Bobby Riggs – the late former tennis champ and chauvinist – could not survive today. If he as much as dared tweet one of his many sexist quips, an avalanche of outraged echo chamber tweets would have come tumbling down on him with such force that he would have had to crawl into a hole to survive! And in this hovel live the rest of his miserable infamous life. How times have changed…
Miserable and infamy are not words you can attach to Riggs. On the contrary he was popular and lived a very colourful life. And most of his fame – partly spawned from his success on the tennis court – was down to his ‘cheeky’ sexist remarks and challenges to female tennis players in order to once and for all determine that men are better/stronger than women. This happened in the 1970s. The world was clearly a very different place.
Battle of the Sexes is a biographical sports film that chronicles the 1973 winner takes all exhibition tennis match between Bobby Riggs (Steve Carell) and Billy Jean King (Emma Stone). Much has been documented about this match. In its time it was the most watched sporting event in history – 90 million viewers worldwide.
The so called snowflake millennials will be scandalised by the antics of Riggs. He relentlessly goads BJK with sexist remarks. At first the women’s champion declines Riggs’ offer. At the same time she has a lot going on in both her professional and personal life.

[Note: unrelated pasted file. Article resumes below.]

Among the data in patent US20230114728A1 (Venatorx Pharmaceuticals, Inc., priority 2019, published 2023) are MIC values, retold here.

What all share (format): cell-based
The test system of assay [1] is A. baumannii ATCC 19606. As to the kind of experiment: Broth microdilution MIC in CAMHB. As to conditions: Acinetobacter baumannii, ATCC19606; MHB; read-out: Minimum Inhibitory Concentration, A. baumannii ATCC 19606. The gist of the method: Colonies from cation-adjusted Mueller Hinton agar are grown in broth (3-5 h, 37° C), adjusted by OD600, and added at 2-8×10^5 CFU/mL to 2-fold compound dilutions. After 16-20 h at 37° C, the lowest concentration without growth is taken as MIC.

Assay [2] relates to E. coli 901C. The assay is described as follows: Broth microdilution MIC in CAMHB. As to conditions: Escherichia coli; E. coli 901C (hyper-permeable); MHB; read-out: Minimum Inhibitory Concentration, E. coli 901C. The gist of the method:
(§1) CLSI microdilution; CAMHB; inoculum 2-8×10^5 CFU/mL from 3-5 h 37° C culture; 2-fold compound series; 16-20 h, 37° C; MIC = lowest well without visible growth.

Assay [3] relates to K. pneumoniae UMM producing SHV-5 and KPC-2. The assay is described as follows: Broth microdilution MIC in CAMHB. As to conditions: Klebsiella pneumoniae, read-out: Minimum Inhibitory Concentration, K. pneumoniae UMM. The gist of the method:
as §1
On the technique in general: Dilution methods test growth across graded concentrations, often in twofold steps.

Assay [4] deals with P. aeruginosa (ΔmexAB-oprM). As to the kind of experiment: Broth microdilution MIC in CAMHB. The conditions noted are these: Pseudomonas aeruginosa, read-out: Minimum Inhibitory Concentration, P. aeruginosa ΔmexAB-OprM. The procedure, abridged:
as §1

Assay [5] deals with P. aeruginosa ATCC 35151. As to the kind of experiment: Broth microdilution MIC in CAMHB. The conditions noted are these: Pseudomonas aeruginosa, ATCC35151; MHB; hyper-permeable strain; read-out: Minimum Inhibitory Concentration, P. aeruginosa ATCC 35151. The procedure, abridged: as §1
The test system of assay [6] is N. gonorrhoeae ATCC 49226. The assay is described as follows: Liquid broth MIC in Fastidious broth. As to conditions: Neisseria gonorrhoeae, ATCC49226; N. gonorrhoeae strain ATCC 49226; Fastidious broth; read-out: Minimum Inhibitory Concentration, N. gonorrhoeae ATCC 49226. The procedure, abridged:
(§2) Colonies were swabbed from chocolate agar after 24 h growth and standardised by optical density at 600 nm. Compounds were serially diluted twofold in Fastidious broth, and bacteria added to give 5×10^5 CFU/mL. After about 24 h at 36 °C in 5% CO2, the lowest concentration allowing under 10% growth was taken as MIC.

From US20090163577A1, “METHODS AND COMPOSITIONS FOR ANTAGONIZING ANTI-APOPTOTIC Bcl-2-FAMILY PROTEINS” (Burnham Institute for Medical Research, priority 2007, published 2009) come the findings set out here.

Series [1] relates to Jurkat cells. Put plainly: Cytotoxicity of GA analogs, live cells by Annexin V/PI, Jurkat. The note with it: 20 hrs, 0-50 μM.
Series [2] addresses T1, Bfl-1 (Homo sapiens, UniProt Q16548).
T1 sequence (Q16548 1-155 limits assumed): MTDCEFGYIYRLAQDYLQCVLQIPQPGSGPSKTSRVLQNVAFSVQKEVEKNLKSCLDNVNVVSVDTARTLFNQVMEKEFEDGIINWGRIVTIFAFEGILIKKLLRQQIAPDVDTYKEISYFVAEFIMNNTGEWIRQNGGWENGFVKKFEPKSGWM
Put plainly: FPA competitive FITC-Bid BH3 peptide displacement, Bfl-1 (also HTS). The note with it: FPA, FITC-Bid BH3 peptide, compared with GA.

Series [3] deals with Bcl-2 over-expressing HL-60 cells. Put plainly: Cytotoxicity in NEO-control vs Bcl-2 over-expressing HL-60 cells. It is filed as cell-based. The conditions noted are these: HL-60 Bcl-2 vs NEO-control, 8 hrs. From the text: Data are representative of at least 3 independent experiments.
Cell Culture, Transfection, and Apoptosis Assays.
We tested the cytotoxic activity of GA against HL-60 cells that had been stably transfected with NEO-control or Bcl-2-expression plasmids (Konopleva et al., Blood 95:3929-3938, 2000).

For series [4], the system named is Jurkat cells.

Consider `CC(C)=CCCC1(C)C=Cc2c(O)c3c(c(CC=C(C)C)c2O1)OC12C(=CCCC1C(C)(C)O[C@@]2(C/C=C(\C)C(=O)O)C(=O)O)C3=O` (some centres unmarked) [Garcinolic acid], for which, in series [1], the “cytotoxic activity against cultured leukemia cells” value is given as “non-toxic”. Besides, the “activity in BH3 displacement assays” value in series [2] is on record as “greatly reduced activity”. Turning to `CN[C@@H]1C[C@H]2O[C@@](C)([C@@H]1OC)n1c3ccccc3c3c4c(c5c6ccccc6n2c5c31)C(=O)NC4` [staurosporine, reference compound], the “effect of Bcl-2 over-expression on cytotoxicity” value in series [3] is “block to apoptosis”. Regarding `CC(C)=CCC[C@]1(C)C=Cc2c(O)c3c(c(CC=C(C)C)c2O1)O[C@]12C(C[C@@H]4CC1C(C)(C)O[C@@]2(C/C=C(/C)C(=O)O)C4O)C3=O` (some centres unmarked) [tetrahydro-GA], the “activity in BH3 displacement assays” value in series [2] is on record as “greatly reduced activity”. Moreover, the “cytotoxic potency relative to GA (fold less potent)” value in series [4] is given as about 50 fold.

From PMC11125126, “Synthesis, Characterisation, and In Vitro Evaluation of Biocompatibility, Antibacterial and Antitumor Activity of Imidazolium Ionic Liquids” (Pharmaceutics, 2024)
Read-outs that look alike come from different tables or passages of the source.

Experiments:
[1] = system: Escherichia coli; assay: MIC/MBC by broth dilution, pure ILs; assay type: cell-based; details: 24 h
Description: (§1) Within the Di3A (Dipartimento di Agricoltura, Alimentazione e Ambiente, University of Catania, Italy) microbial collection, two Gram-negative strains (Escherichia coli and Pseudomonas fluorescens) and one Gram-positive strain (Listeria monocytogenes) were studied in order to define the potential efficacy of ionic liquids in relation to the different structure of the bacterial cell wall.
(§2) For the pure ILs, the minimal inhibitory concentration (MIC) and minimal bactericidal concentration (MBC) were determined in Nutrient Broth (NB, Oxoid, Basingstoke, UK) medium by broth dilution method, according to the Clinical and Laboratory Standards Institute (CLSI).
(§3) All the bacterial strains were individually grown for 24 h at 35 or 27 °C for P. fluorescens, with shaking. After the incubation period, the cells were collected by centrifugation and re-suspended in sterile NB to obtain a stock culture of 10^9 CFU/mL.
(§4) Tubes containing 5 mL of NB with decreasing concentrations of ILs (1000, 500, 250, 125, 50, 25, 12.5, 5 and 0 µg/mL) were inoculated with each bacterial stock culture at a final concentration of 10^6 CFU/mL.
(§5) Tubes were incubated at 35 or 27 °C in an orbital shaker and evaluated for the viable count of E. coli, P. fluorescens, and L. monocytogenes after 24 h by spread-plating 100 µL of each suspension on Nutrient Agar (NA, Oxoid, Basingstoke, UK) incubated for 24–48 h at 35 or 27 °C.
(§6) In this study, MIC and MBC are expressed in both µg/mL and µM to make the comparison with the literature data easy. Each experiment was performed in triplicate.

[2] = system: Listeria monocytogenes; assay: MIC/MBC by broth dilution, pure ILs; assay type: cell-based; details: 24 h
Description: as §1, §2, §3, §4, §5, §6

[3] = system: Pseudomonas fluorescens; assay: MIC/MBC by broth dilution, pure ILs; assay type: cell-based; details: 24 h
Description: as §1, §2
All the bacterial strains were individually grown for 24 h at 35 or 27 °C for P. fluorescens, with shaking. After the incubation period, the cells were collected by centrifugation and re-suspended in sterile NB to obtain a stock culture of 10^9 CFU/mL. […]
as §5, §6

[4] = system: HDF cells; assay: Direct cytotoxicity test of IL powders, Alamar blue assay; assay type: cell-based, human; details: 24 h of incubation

Not unrelated to Riggs’ machismo challenge is women’s players request to the Lawn Tennis Association – obviously headed by white old men – for equal pay. When the request is turned down, BJK leads a break away women’s association. But it doesn’t stop there. In her personal life she’s struggling with her sexuality. Her hairdresser Marilyn Barnett (Andrea Riseborough) is on a seduction offensive. The married BJK is torn. Coming out as a lesbian could spell the death knell for her career.
Riggs is equally struggling with his own demons. His tennis heyday is over. Now he is a 55 year old compulsive gambler and emasculated husband. This itself is a revelation of the two faces of Riggs. Who exactly is he: The loudmouth chauvinist in public or the domesticated husband?
On match day, the arena is packed. While Riggs presents BJK with a bouquet, she in turn reciprocates with a piglet. All in good humour. It is an affirmation of Riggs’ famous remark: “If I am to be a chauvinist pig, I want to be number one pig.”
Battle of the Sexes is a funny, joyous and well-made film that delicately handles heavy themes. The co-directors of Jonathan Dayton and Valerie Faris – makers of Little Miss Sunshine – have great form in handling sensitive subject matters in a light, blissful, feel-good manner.
The performances are first rate all round. Emma Stone is brilliant as Billy Jean King. She approaches her character with a combination of stoicism and vulnerability that instantly makes her relatable.
The role of Bobby Riggs is one that Steve Carell has been auditioning for all his life. Carell presents Riggs as the affable, if sometimes bumbling, avuncular jester. He portrays Riggs in a way that the audience, rather than loathing this sexist pig, actually sympathises with him. He makes it look like even he does not believe the hurtful things that he’s saying about women. It’s all for the fun of it. This is exactly how Riggs was able to get away with it.
The idea that most of this film is fiction is open to debate. But this is a superb film. You should see it if only for its relevance to modern times.